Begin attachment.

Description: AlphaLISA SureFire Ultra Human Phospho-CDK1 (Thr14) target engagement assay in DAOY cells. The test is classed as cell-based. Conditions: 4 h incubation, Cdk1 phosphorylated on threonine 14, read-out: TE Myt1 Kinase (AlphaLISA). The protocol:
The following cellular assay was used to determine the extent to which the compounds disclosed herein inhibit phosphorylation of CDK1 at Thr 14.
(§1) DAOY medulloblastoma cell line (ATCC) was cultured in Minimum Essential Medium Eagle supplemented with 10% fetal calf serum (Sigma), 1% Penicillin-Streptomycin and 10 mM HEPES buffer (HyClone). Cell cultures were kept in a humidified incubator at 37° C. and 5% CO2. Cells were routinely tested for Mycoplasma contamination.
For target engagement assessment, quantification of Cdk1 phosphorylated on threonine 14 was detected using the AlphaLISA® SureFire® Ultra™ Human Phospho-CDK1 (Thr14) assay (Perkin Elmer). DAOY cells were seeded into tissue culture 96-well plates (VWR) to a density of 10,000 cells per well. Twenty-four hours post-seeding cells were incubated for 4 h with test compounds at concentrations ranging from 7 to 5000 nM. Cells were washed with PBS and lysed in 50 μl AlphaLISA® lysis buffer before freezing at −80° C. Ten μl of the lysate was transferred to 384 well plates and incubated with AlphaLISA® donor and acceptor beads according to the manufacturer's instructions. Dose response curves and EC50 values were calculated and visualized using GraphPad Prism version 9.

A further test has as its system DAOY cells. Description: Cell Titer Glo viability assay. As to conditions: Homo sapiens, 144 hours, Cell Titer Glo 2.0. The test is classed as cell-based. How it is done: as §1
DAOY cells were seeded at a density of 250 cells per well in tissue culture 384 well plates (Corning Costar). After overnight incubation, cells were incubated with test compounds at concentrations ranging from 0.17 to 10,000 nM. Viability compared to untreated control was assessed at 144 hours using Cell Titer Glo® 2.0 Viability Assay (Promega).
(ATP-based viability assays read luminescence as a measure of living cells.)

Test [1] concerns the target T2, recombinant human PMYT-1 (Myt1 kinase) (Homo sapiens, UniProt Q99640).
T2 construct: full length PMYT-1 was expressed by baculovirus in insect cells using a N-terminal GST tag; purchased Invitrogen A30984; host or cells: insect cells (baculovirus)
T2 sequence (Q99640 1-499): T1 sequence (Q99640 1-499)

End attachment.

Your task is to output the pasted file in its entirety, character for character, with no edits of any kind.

Description: AlphaLISA SureFire Ultra Human Phospho-CDK1 (Thr14) target engagement assay in DAOY cells. The test is classed as cell-based. Conditions: 4 h incubation, Cdk1 phosphorylated on threonine 14, read-out: TE Myt1 Kinase (AlphaLISA). The protocol:
The following cellular assay was used to determine the extent to which the compounds disclosed herein inhibit phosphorylation of CDK1 at Thr 14.
(§1) DAOY medulloblastoma cell line (ATCC) was cultured in Minimum Essential Medium Eagle supplemented with 10% fetal calf serum (Sigma), 1% Penicillin-Streptomycin and 10 mM HEPES buffer (HyClone). Cell cultures were kept in a humidified incubator at 37° C. and 5% CO2. Cells were routinely tested for Mycoplasma contamination.
For target engagement assessment, quantification of Cdk1 phosphorylated on threonine 14 was detected using the AlphaLISA® SureFire® Ultra™ Human Phospho-CDK1 (Thr14) assay (Perkin Elmer). DAOY cells were seeded into tissue culture 96-well plates (VWR) to a density of 10,000 cells per well. Twenty-four hours post-seeding cells were incubated for 4 h with test compounds at concentrations ranging from 7 to 5000 nM. Cells were washed with PBS and lysed in 50 μl AlphaLISA® lysis buffer before freezing at −80° C. Ten μl of the lysate was transferred to 384 well plates and incubated with AlphaLISA® donor and acceptor beads according to the manufacturer's instructions. Dose response curves and EC50 values were calculated and visualized using GraphPad Prism version 9.

A further test has as its system DAOY cells. Description: Cell Titer Glo viability assay. As to conditions: Homo sapiens, 144 hours, Cell Titer Glo 2.0. The test is classed as cell-based. How it is done: as §1
DAOY cells were seeded at a density of 250 cells per well in tissue culture 384 well plates (Corning Costar). After overnight incubation, cells were incubated with test compounds at concentrations ranging from 0.17 to 10,000 nM. Viability compared to untreated control was assessed at 144 hours using Cell Titer Glo® 2.0 Viability Assay (Promega).
(ATP-based viability assays read luminescence as a measure of living cells.)

Test [1] concerns the target T2, recombinant human PMYT-1 (Myt1 kinase) (Homo sapiens, UniProt Q99640).
T2 construct: full length PMYT-1 was expressed by baculovirus in insect cells using a N-terminal GST tag; purchased Invitrogen A30984; host or cells: insect cells (baculovirus)
T2 sequence (Q99640 1-499): T1 sequence (Q99640 1-499)